Call for Papers: Special Issue

Call for Papers

Special Issue of The Mentor: Innovative Scholarship on Academic Advising

Data Analytics and Machine Learning in Academic Advising


Aims and Scope

The world is increasingly data driven. The amount of data that is being collected and analyzed is growing exponentially. Innovations in data analytics and machine learning are shaping actions and decisions in various fields. Within higher education, there are growing calls to invest in learning analytics and related information technologies to help resolve persistent challenges (Pelletier, 2022; Swaak, 2022). For example, administrators hope that predictive analytics forecasting students’ future grades and tools that can instantaneously map out individualized degree plans can improve retention and degree completion. Such tools have the potential to impact students, faculty, and staff in yet unknown ways. Data scientists, software engineers, and other researchers have examined technical, mathematical, and procedural issues in analyzing data. However, there has been less scholarly conversation around the application and implementation of these tools and methods in particular contexts like academic advising.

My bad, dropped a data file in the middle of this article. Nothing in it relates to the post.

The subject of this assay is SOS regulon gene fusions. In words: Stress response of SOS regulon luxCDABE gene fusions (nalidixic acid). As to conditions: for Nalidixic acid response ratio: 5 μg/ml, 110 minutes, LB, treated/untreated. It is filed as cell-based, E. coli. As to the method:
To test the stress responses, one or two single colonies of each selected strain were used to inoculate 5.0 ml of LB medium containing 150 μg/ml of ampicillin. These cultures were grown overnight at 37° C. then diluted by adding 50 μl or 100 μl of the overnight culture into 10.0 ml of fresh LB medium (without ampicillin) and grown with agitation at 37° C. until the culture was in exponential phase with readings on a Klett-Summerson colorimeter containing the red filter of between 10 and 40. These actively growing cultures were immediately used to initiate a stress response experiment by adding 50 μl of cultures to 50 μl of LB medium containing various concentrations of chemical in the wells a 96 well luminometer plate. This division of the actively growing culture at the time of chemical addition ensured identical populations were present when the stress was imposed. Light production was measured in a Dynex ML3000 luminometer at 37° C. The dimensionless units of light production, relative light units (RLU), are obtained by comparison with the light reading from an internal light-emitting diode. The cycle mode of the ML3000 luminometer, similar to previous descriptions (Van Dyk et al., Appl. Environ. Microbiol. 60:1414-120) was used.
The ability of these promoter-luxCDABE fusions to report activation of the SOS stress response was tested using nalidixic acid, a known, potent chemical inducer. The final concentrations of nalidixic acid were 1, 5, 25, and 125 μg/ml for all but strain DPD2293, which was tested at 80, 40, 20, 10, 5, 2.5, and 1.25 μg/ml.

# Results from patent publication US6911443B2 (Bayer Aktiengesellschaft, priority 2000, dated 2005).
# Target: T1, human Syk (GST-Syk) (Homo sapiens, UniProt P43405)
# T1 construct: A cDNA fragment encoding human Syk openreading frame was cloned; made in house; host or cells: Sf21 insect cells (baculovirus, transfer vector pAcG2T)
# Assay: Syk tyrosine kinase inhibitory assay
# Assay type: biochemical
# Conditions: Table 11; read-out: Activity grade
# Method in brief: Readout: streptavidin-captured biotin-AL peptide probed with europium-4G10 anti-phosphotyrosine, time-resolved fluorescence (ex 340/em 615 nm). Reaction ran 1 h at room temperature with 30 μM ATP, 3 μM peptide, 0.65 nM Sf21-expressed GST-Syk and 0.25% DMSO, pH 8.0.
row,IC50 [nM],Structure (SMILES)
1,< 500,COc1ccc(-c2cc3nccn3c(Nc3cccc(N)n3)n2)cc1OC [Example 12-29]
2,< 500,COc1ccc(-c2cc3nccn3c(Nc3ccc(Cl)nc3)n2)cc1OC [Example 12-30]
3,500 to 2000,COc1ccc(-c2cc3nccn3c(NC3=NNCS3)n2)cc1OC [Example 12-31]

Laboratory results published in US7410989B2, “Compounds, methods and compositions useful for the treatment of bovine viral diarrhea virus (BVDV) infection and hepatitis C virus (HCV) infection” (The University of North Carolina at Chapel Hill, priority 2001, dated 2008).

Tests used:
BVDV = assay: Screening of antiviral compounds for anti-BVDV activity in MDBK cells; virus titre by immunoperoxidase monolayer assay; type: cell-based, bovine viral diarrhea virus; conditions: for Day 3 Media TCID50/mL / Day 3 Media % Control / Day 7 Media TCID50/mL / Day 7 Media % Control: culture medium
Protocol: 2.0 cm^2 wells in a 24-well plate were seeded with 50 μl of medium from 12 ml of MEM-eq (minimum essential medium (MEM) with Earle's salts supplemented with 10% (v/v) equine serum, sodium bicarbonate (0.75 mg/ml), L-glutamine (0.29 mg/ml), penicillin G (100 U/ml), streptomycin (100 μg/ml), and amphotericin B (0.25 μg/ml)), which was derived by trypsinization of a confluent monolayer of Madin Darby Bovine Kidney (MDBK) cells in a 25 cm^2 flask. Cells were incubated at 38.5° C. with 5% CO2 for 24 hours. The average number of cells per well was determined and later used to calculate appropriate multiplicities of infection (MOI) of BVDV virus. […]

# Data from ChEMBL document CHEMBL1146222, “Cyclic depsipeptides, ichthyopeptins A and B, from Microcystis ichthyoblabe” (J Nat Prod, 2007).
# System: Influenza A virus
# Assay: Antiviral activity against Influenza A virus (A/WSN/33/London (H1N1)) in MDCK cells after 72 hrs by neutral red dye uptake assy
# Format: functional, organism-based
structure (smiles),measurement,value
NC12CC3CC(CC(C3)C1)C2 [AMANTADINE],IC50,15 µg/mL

Advisers should be at the forefront of conversations about whether and how data should be collected, accessed, interpreted, used, and distributed in higher education. Broadly, scholars have argued that academic advisers offer a unique perspective that can help guide higher education leadership in matters of policy and practice (Steele and White, 2019). Advisers have firsthand knowledge of the everyday challenges that such tools are meant to address. However, information science scholar Kyle Jones has argued that when educational institutions introduce data analytics and data mining tools to advising, they run the risk of “contextual suppression,” subordinating advisers’ values, norms, and goals (Jones, 2019). For instance, advisers may view academic success and advising relationships differently from administrators focused on improving the institution’s status, financial standing, or reportable metrics.